Reform of EU Public Procurement Law: Intergovernmental or Supranational Policy-making?
221 Pages Posted: 24 May 2019
Date Written: July 15, 2018
In 2014 three new procurement directives were adopted at European level, replacing the previous generation of directives from 2004. These directives regulate how approximately €2 trillion of public and semi-public money is spent in the member states, aiming to ensure the free movement of goods and services and competition in the award of public contracts. Environmental and social provisions figure prominently in the 2014 directives, including a number of new rules which must be implemented at national level. The 2014 directives embody the concept of a social market economy as set out in the Lisbon Treaty, and represent an increase in EU integration in the public procurement field.
This thesis analyses the role of the European Commission, Council, Parliament and Court of Justice during the reform process, as well as the policy preferences of France, Germany, the UK and civil society groups. It asks whether the EU institutions acted as supranational policy entrepreneurs or as agents of the member states in introducing the new social and environmental provisions, testing hypotheses derived from two competing theories of integration. It draws conclusions about the nature and causes of European integration in this field, and develops the concept of trusteeship in relation to the Court of Justice and European Parliament as a means of understanding democratic governance in the EU.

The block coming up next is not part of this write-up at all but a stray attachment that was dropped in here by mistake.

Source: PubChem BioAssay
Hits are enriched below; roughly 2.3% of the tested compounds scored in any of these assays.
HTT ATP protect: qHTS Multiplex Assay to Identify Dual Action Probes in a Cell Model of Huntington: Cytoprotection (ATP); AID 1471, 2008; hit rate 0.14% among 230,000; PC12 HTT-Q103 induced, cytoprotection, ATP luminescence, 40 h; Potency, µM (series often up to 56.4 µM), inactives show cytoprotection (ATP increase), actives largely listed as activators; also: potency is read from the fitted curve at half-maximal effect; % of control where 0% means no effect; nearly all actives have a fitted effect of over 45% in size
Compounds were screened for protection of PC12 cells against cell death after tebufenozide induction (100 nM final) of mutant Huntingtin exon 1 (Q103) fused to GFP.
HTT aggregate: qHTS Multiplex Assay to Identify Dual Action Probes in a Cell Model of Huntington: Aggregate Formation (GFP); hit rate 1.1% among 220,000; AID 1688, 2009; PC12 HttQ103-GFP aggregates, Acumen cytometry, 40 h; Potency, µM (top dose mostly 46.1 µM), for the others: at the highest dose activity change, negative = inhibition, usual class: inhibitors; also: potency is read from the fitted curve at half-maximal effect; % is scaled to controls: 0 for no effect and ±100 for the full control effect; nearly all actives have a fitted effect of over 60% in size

Keywords: EU governance, integration, supranationalism, intergovernmentalism, public procurement, trusteeship, European Court of Justice, European Parliament, sustainable procurement, environmental policy, sustainable consumption
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